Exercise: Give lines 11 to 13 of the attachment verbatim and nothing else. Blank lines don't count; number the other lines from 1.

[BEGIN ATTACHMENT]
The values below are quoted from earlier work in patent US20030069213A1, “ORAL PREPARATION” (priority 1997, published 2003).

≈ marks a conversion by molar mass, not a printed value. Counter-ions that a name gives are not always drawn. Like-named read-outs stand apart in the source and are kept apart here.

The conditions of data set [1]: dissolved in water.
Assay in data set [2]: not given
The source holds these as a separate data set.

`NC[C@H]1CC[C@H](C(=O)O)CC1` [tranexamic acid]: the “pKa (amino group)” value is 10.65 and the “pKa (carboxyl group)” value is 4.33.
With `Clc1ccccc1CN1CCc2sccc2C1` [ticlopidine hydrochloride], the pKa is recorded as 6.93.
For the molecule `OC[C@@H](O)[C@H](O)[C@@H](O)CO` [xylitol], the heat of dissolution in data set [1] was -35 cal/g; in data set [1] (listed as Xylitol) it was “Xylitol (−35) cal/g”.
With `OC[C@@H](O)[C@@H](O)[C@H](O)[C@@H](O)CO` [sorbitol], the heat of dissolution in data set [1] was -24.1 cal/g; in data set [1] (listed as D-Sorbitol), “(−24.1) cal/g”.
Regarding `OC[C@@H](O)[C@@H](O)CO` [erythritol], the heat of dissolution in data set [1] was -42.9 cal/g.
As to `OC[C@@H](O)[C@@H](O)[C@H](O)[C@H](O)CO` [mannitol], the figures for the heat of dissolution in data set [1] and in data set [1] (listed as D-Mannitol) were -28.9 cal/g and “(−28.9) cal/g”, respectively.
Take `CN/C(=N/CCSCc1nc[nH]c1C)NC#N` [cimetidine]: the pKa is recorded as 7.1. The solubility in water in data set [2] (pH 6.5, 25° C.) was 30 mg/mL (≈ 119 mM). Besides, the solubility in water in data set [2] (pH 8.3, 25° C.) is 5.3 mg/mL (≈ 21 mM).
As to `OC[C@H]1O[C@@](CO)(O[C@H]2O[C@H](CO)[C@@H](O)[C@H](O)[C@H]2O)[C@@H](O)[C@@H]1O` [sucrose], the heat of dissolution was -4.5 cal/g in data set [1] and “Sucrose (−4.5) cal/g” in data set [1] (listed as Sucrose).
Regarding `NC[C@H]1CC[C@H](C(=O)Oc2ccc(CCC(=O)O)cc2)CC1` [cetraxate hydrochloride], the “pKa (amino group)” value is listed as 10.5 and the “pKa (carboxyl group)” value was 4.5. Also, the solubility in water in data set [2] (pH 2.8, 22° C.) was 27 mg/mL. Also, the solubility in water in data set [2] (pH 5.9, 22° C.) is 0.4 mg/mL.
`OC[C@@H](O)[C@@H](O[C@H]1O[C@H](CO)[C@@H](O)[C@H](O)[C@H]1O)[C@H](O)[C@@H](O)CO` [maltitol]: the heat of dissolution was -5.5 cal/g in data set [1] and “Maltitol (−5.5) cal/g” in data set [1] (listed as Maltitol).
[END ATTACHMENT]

As to `OC[C@@H](O)[C@@H](O)[C@H](O)[C@H](O)CO` [mannitol], the figures for the heat of dissolution in data set [1] and in data set [1] (listed as D-Mannitol) were -28.9 cal/g and “(−28.9) cal/g”, respectively.
Take `CN/C(=N/CCSCc1nc[nH]c1C)NC#N` [cimetidine]: the pKa is recorded as 7.1. The solubility in water in data set [2] (pH 6.5, 25° C.) was 30 mg/mL (≈ 119 mM). Besides, the solubility in water in data set [2] (pH 8.3, 25° C.) is 5.3 mg/mL (≈ 21 mM).
As to `OC[C@H]1O[C@@](CO)(O[C@H]2O[C@H](CO)[C@@H](O)[C@H](O)[C@H]2O)[C@@H](O)[C@@H]1O` [sucrose], the heat of dissolution was -4.5 cal/g in data set [1] and “Sucrose (−4.5) cal/g” in data set [1] (listed as Sucrose).